UNITED STATES DISTRICT COURT CENTRAL DISTRICT OF CALIFORNIA
January 9, 2013
MELISSA BALIN, ON BEHALF OF JOE GRUMBINE, PETITIONER,
SUPERIOR COURT OF THE STATE OF CALIFORNIA, ET AL., RESPONDENTS.
The opinion of the court was delivered by: Honorable Philip S. Gutierrez United States District Judge
MEMORANDUM AND ORDER SUMMARILY DISMISSING PETITION
On November 21, 2012, petitioner Melissa Balin, proceeding pro se on behalf of the People of California on behalf of Joe Grumbine, filed what appears to be a Petition for Writ of Habeas Corpus on behalf of a Person in State Custody under 28 U.S.C. § 2254 ("Petition"). The Petition names the Superior Court of the State of California as respondent and Sheriff Leroy Baca as real party in interest. Petitioner seeks Joe Grumbine's immediate release from custody based on alleged outrageous government misconduct, apparently in connection with a bail revocation hearing.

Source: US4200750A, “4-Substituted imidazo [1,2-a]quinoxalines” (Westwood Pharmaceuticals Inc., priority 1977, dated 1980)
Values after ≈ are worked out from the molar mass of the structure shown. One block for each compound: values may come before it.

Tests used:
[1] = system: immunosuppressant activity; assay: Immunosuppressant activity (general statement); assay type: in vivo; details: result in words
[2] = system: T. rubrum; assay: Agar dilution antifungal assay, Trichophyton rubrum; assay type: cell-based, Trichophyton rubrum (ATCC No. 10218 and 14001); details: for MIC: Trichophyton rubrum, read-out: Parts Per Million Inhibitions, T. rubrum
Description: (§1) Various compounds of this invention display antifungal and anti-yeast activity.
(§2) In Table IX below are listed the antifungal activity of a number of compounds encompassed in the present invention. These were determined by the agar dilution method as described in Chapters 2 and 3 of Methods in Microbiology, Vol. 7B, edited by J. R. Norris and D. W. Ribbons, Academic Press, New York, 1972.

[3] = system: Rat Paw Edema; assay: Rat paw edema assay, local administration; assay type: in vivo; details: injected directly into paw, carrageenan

Rule 4 of the Rules Governing Section 2254 Cases authorizes the Court to summarily dismiss a habeas petition "[i]f it plainly appears from the petition and any exhibits annexed to it that the petitioner is not entitled to relief in the district court." Rule 4 also authorizes dismissals on procedural grounds. See 28 U.S.C. foll. § 2254, Rule 4 Advisory Committee Note (1976); White v. Lewis, 874 F.2d 599, 602 (9th Cir. 1989). Here, the Petition must be dismissed because petitioner lacks standing to bring the Petition on behalf of Joe Grumbine, who is apparently a prisoner in state custody.
A federal court cannot consider the merits of a legal claim unless the person seeking to invoke the jurisdiction of the court establishes the requisite standing to sue. Whitmore v. Arkansas, 495 U.S. 149, 154, 110 S. Ct. 1717, 109 L. Ed. 2d 135 (1990). A litigant demonstrates standing by showing that he has suffered an injury in fact that can be fairly traced to the challenged action and is likely to be redressed by a favorable judicial decision. Id. at 155.